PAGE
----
Movies that are slightly off.
The Outlaw Josey Wales
...an army of one.
After avenging his family's brutal murder, Wales is pursued by a pack of soldiers. He prefers to travel alone, but ragtag outcasts are drawn to him - and Wales can't bring himself to leave them unprotected.
Are you gonna pull those pistols or whistle Dixie?
- Josey Wales
'An Army of One' as the poster proclaims, all roads seem to point towards this man Josey Wales caught in the midst of trying to avenge his wife and son. The Civil War is the backdrop for this story, one that begins in turmoil in some sort of nightmare that Josey's never likely to leave behind; and before the title credits even begin Eastwood's established this as a tense and incredibly atmospheric revisionist western. After being quite impressed by White Hunter Black Heart I realised that I had sadly seen very few of Eastwood's directorial efforts. The Outlaw Josey Wales is one of his earlier ones and it's…
"There ain't no forgetting." vs. "The war's over."
Coming to terms with past trauma; vengeance vs. absolution.
This is definitely a weird thing to say about a movie in which a cold-blooded killer strikes up a relationship with a young woman whom he saves from being raped, but I think The Outlaw Josey Wales might be the most tender revisionist western I've seen. If the central thesis of the revisionist western is that manifest destiny wasn't all it was cracked up to be—that the supposedly benevolent civilizing influence saving North America from the savagery of the western frontier was itself just as savage, if not more so—The Outlaw Josey Wales takes back this undermining of traditional social values by showing…
4. A film about War! of: Scavenger Hunt #3
A good post Civil War Western directed and starring Clint Eastwood with epic showdowns, interesting fun characters, Clint violently killing all the bad guys, It follows a difference path from most revenge films. Its nicely shot, the shoot outs were magnificent, the film had good humor and the character Chief Dan George was fantastic. Clint's character Josey Wales story from farmer to outlaw was underdeveloped. the plot does gets repetitive. The end scene is epic. Good action adventure that's worth the ride.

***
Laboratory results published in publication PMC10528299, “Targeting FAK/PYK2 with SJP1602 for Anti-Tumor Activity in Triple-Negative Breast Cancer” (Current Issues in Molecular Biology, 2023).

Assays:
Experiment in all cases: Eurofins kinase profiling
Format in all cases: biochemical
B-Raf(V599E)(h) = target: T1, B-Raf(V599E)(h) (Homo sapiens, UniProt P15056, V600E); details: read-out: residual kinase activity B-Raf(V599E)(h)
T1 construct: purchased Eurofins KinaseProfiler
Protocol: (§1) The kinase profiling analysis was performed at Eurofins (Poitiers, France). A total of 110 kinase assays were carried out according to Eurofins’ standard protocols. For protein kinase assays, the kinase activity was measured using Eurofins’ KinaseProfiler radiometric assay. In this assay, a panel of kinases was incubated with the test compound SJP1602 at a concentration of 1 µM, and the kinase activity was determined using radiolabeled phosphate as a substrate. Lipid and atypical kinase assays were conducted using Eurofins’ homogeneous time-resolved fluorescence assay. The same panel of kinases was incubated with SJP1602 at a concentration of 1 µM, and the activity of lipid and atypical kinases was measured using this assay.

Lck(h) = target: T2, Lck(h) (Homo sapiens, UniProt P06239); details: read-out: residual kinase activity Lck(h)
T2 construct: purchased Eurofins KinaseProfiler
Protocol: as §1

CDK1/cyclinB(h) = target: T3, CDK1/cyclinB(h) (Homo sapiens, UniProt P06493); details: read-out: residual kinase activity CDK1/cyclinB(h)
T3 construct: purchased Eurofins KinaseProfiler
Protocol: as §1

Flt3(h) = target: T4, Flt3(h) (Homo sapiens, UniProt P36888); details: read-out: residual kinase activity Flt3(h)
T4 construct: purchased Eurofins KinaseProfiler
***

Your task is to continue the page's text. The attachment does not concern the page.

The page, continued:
Unforgiven is generally regarded as director Clint Eastwood's Western masterpiece. Rightly scooping a host of awards, it reinvigorated a genre that had saw little in the way of commercial or critic success in the previous couple of decades. For me though Eastwood's finest directorial achievement in the genre was back in 1976, and the troubled shoot that delivered one of the greatest Westerns of all time, The Outlaw Josey Wales.
A revisionist Western that sees a family man drawn into a revenge plot after the murder of his wife and children, there's more to this film that just a tale of retribution. Eastwood's Josey Wales joins The Confederacy following Captain Terrill's Redlegs (Pro-Union) attack on his farm. He becomes a…
Deeply flawed in some ways, perhaps as a reflection of Eastwood's own uncertainty over subverting his screen persona, but still ultimately a very beautiful film. Probably Eastwood's most overtly Ford-inspired work; the film constantly nods towards Stagecoach & The Searchers, this is a film about transformation, about reconciling ones self with the cruelty of the universe.
"Seems like we can't trust the white man," says Josey early on in the film. This line signifies both his complete disassociation with the "civilized world," and the beginning of the birth of a new family. One of the most beautiful scenes in Eastwood is the moment where this group of outcasts at last finds the ranch house they've been looking for, bathed in the…